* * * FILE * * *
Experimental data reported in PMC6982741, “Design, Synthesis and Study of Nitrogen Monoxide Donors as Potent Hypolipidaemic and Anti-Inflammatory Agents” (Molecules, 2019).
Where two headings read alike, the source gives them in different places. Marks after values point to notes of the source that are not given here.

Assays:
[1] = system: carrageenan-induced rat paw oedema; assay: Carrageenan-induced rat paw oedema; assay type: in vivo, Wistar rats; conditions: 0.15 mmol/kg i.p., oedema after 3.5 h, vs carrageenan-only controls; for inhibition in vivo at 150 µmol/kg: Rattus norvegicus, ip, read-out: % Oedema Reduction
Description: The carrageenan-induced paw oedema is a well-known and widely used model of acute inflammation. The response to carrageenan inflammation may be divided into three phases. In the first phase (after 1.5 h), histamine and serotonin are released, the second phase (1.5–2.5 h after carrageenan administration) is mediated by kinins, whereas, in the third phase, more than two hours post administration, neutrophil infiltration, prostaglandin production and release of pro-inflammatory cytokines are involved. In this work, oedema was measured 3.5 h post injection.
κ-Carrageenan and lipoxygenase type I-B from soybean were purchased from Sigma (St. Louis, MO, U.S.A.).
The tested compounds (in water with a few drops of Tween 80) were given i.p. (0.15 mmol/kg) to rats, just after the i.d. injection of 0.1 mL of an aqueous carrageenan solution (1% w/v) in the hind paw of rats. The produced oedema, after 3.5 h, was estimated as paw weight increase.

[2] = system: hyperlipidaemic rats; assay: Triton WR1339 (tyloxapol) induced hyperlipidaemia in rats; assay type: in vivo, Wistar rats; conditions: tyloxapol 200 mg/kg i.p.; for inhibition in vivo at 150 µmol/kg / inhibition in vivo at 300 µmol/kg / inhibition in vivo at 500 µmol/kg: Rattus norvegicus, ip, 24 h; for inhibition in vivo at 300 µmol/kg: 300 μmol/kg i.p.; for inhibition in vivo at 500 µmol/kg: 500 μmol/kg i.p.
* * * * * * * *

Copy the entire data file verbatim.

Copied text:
Experimental data reported in PMC6982741, “Design, Synthesis and Study of Nitrogen Monoxide Donors as Potent Hypolipidaemic and Anti-Inflammatory Agents” (Molecules, 2019).
Where two headings read alike, the source gives them in different places. Marks after values point to notes of the source that are not given here.

Assays:
[1] = system: carrageenan-induced rat paw oedema; assay: Carrageenan-induced rat paw oedema; assay type: in vivo, Wistar rats; conditions: 0.15 mmol/kg i.p., oedema after 3.5 h, vs carrageenan-only controls; for inhibition in vivo at 150 µmol/kg: Rattus norvegicus, ip, read-out: % Oedema Reduction
Description: The carrageenan-induced paw oedema is a well-known and widely used model of acute inflammation. The response to carrageenan inflammation may be divided into three phases. In the first phase (after 1.5 h), histamine and serotonin are released, the second phase (1.5–2.5 h after carrageenan administration) is mediated by kinins, whereas, in the third phase, more than two hours post administration, neutrophil infiltration, prostaglandin production and release of pro-inflammatory cytokines are involved. In this work, oedema was measured 3.5 h post injection.
κ-Carrageenan and lipoxygenase type I-B from soybean were purchased from Sigma (St. Louis, MO, U.S.A.).
The tested compounds (in water with a few drops of Tween 80) were given i.p. (0.15 mmol/kg) to rats, just after the i.d. injection of 0.1 mL of an aqueous carrageenan solution (1% w/v) in the hind paw of rats. The produced oedema, after 3.5 h, was estimated as paw weight increase.

[2] = system: hyperlipidaemic rats; assay: Triton WR1339 (tyloxapol) induced hyperlipidaemia in rats; assay type: in vivo, Wistar rats; conditions: tyloxapol 200 mg/kg i.p.; for inhibition in vivo at 150 µmol/kg / inhibition in vivo at 300 µmol/kg / inhibition in vivo at 500 µmol/kg: Rattus norvegicus, ip, 24 h; for inhibition in vivo at 300 µmol/kg: 300 μmol/kg i.p.; for inhibition in vivo at 500 µmol/kg: 500 μmol/kg i.p.